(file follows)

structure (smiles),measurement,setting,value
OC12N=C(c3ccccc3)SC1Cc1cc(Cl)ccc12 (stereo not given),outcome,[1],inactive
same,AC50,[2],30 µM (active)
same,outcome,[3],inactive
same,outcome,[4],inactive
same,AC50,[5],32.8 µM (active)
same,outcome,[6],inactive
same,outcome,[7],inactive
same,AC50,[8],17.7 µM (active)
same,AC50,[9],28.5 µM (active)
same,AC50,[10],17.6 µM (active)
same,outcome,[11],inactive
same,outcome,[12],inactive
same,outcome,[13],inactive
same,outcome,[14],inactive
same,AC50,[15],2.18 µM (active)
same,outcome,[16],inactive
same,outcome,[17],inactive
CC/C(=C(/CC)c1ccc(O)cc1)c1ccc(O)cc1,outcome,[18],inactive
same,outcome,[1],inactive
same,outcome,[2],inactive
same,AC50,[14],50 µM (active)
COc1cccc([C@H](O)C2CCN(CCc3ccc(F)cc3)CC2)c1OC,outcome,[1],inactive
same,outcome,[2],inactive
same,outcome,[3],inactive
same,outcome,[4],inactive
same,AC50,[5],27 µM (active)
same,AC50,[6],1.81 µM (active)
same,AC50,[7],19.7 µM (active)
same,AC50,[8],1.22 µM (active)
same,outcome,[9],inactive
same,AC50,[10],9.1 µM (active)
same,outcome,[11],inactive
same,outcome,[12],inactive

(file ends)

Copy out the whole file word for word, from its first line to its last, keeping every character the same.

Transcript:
structure (smiles),measurement,setting,value
OC12N=C(c3ccccc3)SC1Cc1cc(Cl)ccc12 (stereo not given),outcome,[1],inactive
same,AC50,[2],30 µM (active)
same,outcome,[3],inactive
same,outcome,[4],inactive
same,AC50,[5],32.8 µM (active)
same,outcome,[6],inactive
same,outcome,[7],inactive
same,AC50,[8],17.7 µM (active)
same,AC50,[9],28.5 µM (active)
same,AC50,[10],17.6 µM (active)
same,outcome,[11],inactive
same,outcome,[12],inactive
same,outcome,[13],inactive
same,outcome,[14],inactive
same,AC50,[15],2.18 µM (active)
same,outcome,[16],inactive
same,outcome,[17],inactive
CC/C(=C(/CC)c1ccc(O)cc1)c1ccc(O)cc1,outcome,[18],inactive
same,outcome,[1],inactive
same,outcome,[2],inactive
same,AC50,[14],50 µM (active)
COc1cccc([C@H](O)C2CCN(CCc3ccc(F)cc3)CC2)c1OC,outcome,[1],inactive
same,outcome,[2],inactive
same,outcome,[3],inactive
same,outcome,[4],inactive
same,AC50,[5],27 µM (active)
same,AC50,[6],1.81 µM (active)
same,AC50,[7],19.7 µM (active)
same,AC50,[8],1.22 µM (active)
same,outcome,[9],inactive
same,AC50,[10],9.1 µM (active)
same,outcome,[11],inactive
same,outcome,[12],inactive